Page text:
KPMG reports: Maine, Missouri, Ohio, Texas

KPMG This Week in State Tax focuses on recent state and local tax developments.

KPMG This Week in State Tax focuses on recent state and local tax developments.

KPMG This Week in State Tax—produced weekly by the KPMG State and Local Tax practice—focuses on recent state and local tax developments.

  • Maine: The Maine Supreme Judicial Court addressed whether a pharmacy benefit management company was entitled to apportion its service receipts based on the location the insurance companies that were its direct clients. The clients, in turn, provided benefits to their members. Under Maine law, receipts from the performance of services are generally attributed to the state where the services are received. The assessor asserted that the income generated from the performance of the services should be attributed to the retail pharmacy locations where the services were received by members when they filled prescriptions. The court agreed, holding that the receipts at issue resulted from the performance of claims processing services for members’ prescription drug claims processed at retail pharmacies in Maine.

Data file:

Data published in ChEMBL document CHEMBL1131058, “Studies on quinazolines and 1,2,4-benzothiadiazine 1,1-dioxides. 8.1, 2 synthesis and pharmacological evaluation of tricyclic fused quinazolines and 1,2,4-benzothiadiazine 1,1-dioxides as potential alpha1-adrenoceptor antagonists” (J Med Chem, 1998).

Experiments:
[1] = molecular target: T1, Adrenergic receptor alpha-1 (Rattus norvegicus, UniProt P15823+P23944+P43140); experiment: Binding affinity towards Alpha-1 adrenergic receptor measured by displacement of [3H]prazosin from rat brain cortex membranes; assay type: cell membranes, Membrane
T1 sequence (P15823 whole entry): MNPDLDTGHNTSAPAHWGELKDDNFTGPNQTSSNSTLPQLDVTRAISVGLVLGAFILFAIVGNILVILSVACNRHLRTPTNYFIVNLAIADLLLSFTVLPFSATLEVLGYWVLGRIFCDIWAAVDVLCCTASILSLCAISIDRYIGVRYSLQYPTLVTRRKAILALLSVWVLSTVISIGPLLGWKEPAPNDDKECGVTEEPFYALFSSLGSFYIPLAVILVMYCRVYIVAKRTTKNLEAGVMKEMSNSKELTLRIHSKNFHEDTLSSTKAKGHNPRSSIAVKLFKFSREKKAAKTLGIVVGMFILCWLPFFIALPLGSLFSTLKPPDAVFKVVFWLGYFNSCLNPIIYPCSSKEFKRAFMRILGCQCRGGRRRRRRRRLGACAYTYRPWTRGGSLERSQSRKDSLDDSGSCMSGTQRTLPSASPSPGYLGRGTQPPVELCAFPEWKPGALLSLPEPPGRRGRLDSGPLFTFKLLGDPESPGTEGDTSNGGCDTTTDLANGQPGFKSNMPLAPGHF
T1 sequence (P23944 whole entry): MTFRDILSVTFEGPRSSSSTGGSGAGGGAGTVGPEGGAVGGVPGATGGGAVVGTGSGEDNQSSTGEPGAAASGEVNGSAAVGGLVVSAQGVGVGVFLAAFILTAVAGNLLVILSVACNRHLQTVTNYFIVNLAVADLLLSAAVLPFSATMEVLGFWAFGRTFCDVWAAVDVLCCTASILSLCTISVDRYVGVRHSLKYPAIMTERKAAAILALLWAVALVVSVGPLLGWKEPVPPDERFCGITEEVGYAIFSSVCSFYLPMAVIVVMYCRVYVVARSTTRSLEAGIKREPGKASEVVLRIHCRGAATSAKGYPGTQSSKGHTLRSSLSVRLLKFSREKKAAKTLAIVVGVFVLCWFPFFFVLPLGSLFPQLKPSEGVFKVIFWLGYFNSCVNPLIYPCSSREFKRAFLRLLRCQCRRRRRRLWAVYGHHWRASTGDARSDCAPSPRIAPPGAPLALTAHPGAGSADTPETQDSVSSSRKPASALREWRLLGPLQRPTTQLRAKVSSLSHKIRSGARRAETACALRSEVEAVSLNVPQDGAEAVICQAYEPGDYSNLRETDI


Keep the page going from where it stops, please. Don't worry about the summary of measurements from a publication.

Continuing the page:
• Missouri: The Missouri Supreme Court affirmed an Administrative Hearing Commission decision concluding that a taxpayer was not prohibited from claiming a use tax resale exemption for purchases of information technology (IT) equipment. The state tax authority had challenged the use of the exemption to make purchases because, in its view, the taxpayer exercised more control over the use of the purchased IT equipment than was permitted to claim a resale exemption. The court disagreed, finding that the taxpayer’s sole purpose was to purchase the equipment for resale.
  • Ohio: The Board of Tax Appeals concluded that a food and hospitality services company that provided various managed services to businesses and government institutions was not entitled to an agency exclusion from the commercial activities tax (CAT) base. In the Board’s view, the evidence showed that the taxpayer did not possess the requisite authority to qualify as an agent for purposes of CAT. Importantly, the taxpayer’s contracts with clients did not provide the taxpayer with the authority to bind those clients for its purchases of goods.
  • Texas: Senate Bill 3 increased the franchise (margin) tax exemption from $1 million to $2.47 million effective for reports originally due on and after January 1, 2024. The bill also repealed the requirement that certain businesses that fall under this exemption file a “No Tax Due Report” with the Comptroller. The Comptroller recently issued guidance on these changes in its November 2023 Tax Policy News.

Read a November 2023 report prepared by KPMG LLP




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